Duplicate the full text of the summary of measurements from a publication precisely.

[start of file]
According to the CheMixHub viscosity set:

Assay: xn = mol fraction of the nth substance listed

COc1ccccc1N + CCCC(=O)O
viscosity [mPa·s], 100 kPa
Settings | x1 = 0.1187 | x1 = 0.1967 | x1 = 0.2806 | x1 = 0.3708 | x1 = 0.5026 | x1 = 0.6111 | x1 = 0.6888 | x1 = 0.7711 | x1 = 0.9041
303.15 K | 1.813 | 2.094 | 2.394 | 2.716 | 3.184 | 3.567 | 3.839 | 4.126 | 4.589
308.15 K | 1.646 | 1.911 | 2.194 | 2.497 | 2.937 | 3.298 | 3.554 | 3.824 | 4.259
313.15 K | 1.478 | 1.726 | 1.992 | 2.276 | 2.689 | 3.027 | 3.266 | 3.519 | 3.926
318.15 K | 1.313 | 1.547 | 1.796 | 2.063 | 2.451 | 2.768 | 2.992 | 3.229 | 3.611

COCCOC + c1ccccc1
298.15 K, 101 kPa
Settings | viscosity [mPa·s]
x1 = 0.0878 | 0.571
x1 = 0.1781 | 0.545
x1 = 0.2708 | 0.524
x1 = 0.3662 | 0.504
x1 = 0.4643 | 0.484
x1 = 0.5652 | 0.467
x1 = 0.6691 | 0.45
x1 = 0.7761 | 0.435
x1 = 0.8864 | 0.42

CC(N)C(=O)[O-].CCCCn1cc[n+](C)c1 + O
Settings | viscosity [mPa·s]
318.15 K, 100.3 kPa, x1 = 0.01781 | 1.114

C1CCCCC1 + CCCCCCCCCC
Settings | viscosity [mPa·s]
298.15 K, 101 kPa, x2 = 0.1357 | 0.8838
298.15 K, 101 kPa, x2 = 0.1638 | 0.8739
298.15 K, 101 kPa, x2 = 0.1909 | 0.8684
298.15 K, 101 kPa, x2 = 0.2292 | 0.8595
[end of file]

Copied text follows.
According to the CheMixHub viscosity set:

Assay: xn = mol fraction of the nth substance listed

COc1ccccc1N + CCCC(=O)O
viscosity [mPa·s], 100 kPa
Settings | x1 = 0.1187 | x1 = 0.1967 | x1 = 0.2806 | x1 = 0.3708 | x1 = 0.5026 | x1 = 0.6111 | x1 = 0.6888 | x1 = 0.7711 | x1 = 0.9041
303.15 K | 1.813 | 2.094 | 2.394 | 2.716 | 3.184 | 3.567 | 3.839 | 4.126 | 4.589
308.15 K | 1.646 | 1.911 | 2.194 | 2.497 | 2.937 | 3.298 | 3.554 | 3.824 | 4.259
313.15 K | 1.478 | 1.726 | 1.992 | 2.276 | 2.689 | 3.027 | 3.266 | 3.519 | 3.926
318.15 K | 1.313 | 1.547 | 1.796 | 2.063 | 2.451 | 2.768 | 2.992 | 3.229 | 3.611

COCCOC + c1ccccc1
298.15 K, 101 kPa
Settings | viscosity [mPa·s]
x1 = 0.0878 | 0.571
x1 = 0.1781 | 0.545
x1 = 0.2708 | 0.524
x1 = 0.3662 | 0.504
x1 = 0.4643 | 0.484
x1 = 0.5652 | 0.467
x1 = 0.6691 | 0.45
x1 = 0.7761 | 0.435
x1 = 0.8864 | 0.42

CC(N)C(=O)[O-].CCCCn1cc[n+](C)c1 + O
Settings | viscosity [mPa·s]
318.15 K, 100.3 kPa, x1 = 0.01781 | 1.114

C1CCCCC1 + CCCCCCCCCC
Settings | viscosity [mPa·s]
298.15 K, 101 kPa, x2 = 0.1357 | 0.8838
298.15 K, 101 kPa, x2 = 0.1638 | 0.8739
298.15 K, 101 kPa, x2 = 0.1909 | 0.8684
298.15 K, 101 kPa, x2 = 0.2292 | 0.8595